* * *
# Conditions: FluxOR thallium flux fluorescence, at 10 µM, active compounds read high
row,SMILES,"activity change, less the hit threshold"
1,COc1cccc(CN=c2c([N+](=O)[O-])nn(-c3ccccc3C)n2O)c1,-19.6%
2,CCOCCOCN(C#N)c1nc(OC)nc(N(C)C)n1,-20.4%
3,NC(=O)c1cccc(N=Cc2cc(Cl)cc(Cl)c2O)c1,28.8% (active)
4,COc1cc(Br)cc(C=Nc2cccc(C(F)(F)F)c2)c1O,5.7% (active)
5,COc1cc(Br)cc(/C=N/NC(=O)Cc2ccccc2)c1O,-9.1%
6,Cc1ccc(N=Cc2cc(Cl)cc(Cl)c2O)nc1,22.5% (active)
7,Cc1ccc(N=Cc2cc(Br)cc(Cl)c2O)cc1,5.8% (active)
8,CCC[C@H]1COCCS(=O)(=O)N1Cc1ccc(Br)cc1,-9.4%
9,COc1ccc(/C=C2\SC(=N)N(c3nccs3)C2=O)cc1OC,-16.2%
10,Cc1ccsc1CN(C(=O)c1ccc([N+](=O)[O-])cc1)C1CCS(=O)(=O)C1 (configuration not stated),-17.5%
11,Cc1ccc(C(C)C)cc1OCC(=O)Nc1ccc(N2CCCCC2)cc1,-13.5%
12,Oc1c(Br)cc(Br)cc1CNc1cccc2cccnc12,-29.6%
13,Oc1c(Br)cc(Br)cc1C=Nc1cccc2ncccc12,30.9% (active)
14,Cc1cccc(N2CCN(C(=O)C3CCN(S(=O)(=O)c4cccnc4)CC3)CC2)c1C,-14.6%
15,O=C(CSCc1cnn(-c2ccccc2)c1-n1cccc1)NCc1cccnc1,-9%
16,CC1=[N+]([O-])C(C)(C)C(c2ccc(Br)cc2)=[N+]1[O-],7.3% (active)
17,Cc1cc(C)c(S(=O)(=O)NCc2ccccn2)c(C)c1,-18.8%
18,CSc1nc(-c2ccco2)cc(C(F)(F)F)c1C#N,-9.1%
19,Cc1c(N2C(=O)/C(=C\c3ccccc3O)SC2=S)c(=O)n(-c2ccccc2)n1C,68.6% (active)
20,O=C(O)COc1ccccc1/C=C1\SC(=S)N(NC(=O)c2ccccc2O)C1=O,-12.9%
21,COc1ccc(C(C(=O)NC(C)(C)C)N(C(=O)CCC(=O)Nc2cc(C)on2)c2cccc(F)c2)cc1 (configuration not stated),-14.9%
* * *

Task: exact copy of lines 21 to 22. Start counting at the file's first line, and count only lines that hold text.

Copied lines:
19,Cc1c(N2C(=O)/C(=C\c3ccccc3O)SC2=S)c(=O)n(-c2ccccc2)n1C,68.6% (active)
20,O=C(O)COc1ccccc1/C=C1\SC(=S)N(NC(=O)c2ccccc2O)C1=O,-12.9%